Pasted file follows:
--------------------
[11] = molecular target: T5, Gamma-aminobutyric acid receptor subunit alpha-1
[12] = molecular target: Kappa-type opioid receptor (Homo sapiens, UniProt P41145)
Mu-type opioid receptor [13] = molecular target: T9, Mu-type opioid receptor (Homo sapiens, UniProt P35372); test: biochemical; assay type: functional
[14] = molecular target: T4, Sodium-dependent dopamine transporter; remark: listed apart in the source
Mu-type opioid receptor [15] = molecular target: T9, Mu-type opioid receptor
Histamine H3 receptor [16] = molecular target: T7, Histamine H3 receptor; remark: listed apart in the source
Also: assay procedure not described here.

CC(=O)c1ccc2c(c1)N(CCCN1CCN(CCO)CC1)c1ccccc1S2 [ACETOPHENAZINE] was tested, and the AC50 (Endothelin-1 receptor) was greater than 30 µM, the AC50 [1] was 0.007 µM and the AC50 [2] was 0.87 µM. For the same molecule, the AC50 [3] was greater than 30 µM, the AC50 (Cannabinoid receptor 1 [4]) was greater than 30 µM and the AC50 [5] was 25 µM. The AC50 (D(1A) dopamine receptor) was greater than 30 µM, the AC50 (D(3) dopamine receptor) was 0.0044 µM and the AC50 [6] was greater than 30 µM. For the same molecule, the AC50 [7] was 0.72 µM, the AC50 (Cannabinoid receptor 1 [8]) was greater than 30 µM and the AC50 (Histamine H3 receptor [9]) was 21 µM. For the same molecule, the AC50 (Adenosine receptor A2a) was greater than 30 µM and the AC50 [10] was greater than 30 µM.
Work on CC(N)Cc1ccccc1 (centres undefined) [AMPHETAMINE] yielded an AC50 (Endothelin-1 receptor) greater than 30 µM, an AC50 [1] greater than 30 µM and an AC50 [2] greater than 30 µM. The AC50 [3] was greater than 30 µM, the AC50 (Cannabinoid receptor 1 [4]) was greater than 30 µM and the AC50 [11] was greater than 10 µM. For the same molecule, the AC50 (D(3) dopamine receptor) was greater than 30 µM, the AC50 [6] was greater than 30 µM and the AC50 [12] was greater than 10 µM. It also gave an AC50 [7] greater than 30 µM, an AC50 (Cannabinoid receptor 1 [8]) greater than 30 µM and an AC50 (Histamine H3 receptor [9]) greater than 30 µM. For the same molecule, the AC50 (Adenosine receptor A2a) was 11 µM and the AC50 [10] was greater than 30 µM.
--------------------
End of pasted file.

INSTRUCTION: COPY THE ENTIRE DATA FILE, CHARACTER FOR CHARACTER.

[11] = molecular target: T5, Gamma-aminobutyric acid receptor subunit alpha-1
[12] = molecular target: Kappa-type opioid receptor (Homo sapiens, UniProt P41145)
Mu-type opioid receptor [13] = molecular target: T9, Mu-type opioid receptor (Homo sapiens, UniProt P35372); test: biochemical; assay type: functional
[14] = molecular target: T4, Sodium-dependent dopamine transporter; remark: listed apart in the source
Mu-type opioid receptor [15] = molecular target: T9, Mu-type opioid receptor
Histamine H3 receptor [16] = molecular target: T7, Histamine H3 receptor; remark: listed apart in the source
Also: assay procedure not described here.

CC(=O)c1ccc2c(c1)N(CCCN1CCN(CCO)CC1)c1ccccc1S2 [ACETOPHENAZINE] was tested, and the AC50 (Endothelin-1 receptor) was greater than 30 µM, the AC50 [1] was 0.007 µM and the AC50 [2] was 0.87 µM. For the same molecule, the AC50 [3] was greater than 30 µM, the AC50 (Cannabinoid receptor 1 [4]) was greater than 30 µM and the AC50 [5] was 25 µM. The AC50 (D(1A) dopamine receptor) was greater than 30 µM, the AC50 (D(3) dopamine receptor) was 0.0044 µM and the AC50 [6] was greater than 30 µM. For the same molecule, the AC50 [7] was 0.72 µM, the AC50 (Cannabinoid receptor 1 [8]) was greater than 30 µM and the AC50 (Histamine H3 receptor [9]) was 21 µM. For the same molecule, the AC50 (Adenosine receptor A2a) was greater than 30 µM and the AC50 [10] was greater than 30 µM.
Work on CC(N)Cc1ccccc1 (centres undefined) [AMPHETAMINE] yielded an AC50 (Endothelin-1 receptor) greater than 30 µM, an AC50 [1] greater than 30 µM and an AC50 [2] greater than 30 µM. The AC50 [3] was greater than 30 µM, the AC50 (Cannabinoid receptor 1 [4]) was greater than 30 µM and the AC50 [11] was greater than 10 µM. For the same molecule, the AC50 (D(3) dopamine receptor) was greater than 30 µM, the AC50 [6] was greater than 30 µM and the AC50 [12] was greater than 10 µM. It also gave an AC50 [7] greater than 30 µM, an AC50 (Cannabinoid receptor 1 [8]) greater than 30 µM and an AC50 (Histamine H3 receptor [9]) greater than 30 µM. For the same molecule, the AC50 (Adenosine receptor A2a) was 11 µM and the AC50 [10] was greater than 30 µM.